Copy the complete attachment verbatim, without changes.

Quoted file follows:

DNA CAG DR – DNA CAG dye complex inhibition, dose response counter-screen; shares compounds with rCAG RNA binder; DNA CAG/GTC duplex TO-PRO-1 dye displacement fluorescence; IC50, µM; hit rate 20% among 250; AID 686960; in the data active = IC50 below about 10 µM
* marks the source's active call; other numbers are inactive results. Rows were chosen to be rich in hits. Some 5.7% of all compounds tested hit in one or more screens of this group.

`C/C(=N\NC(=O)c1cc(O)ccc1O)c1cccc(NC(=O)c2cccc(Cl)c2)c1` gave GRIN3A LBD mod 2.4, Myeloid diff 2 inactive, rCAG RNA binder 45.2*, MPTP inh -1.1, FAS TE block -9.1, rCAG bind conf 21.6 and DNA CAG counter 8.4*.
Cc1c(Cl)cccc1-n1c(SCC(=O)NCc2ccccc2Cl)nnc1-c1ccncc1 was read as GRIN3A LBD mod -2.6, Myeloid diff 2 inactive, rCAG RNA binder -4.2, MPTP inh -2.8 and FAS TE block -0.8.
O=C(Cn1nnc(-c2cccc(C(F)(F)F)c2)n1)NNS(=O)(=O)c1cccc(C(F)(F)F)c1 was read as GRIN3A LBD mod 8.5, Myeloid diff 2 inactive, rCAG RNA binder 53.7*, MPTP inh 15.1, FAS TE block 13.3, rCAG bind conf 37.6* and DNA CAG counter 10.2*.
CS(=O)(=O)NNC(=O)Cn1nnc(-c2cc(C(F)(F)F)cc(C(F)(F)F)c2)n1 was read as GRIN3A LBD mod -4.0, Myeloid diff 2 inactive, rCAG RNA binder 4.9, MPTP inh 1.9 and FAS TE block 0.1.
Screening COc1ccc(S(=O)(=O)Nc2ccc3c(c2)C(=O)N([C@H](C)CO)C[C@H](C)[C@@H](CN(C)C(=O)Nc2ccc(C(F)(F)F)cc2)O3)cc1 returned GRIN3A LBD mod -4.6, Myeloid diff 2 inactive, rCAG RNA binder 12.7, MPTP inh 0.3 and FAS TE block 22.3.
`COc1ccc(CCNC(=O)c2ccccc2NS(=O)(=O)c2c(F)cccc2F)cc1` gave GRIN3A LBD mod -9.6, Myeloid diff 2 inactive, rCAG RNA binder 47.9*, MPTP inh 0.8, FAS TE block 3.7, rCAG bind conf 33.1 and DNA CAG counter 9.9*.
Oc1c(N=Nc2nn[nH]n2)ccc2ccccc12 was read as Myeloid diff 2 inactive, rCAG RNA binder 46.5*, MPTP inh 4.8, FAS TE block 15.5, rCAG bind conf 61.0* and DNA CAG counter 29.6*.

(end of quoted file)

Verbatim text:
DNA CAG DR – DNA CAG dye complex inhibition, dose response counter-screen; shares compounds with rCAG RNA binder; DNA CAG/GTC duplex TO-PRO-1 dye displacement fluorescence; IC50, µM; hit rate 20% among 250; AID 686960; in the data active = IC50 below about 10 µM
* marks the source's active call; other numbers are inactive results. Rows were chosen to be rich in hits. Some 5.7% of all compounds tested hit in one or more screens of this group.

`C/C(=N\NC(=O)c1cc(O)ccc1O)c1cccc(NC(=O)c2cccc(Cl)c2)c1` gave GRIN3A LBD mod 2.4, Myeloid diff 2 inactive, rCAG RNA binder 45.2*, MPTP inh -1.1, FAS TE block -9.1, rCAG bind conf 21.6 and DNA CAG counter 8.4*.
Cc1c(Cl)cccc1-n1c(SCC(=O)NCc2ccccc2Cl)nnc1-c1ccncc1 was read as GRIN3A LBD mod -2.6, Myeloid diff 2 inactive, rCAG RNA binder -4.2, MPTP inh -2.8 and FAS TE block -0.8.
O=C(Cn1nnc(-c2cccc(C(F)(F)F)c2)n1)NNS(=O)(=O)c1cccc(C(F)(F)F)c1 was read as GRIN3A LBD mod 8.5, Myeloid diff 2 inactive, rCAG RNA binder 53.7*, MPTP inh 15.1, FAS TE block 13.3, rCAG bind conf 37.6* and DNA CAG counter 10.2*.
CS(=O)(=O)NNC(=O)Cn1nnc(-c2cc(C(F)(F)F)cc(C(F)(F)F)c2)n1 was read as GRIN3A LBD mod -4.0, Myeloid diff 2 inactive, rCAG RNA binder 4.9, MPTP inh 1.9 and FAS TE block 0.1.
Screening COc1ccc(S(=O)(=O)Nc2ccc3c(c2)C(=O)N([C@H](C)CO)C[C@H](C)[C@@H](CN(C)C(=O)Nc2ccc(C(F)(F)F)cc2)O3)cc1 returned GRIN3A LBD mod -4.6, Myeloid diff 2 inactive, rCAG RNA binder 12.7, MPTP inh 0.3 and FAS TE block 22.3.
`COc1ccc(CCNC(=O)c2ccccc2NS(=O)(=O)c2c(F)cccc2F)cc1` gave GRIN3A LBD mod -9.6, Myeloid diff 2 inactive, rCAG RNA binder 47.9*, MPTP inh 0.8, FAS TE block 3.7, rCAG bind conf 33.1 and DNA CAG counter 9.9*.
Oc1c(N=Nc2nn[nH]n2)ccc2ccccc12 was read as Myeloid diff 2 inactive, rCAG RNA binder 46.5*, MPTP inh 4.8, FAS TE block 15.5, rCAG bind conf 61.0* and DNA CAG counter 29.6*.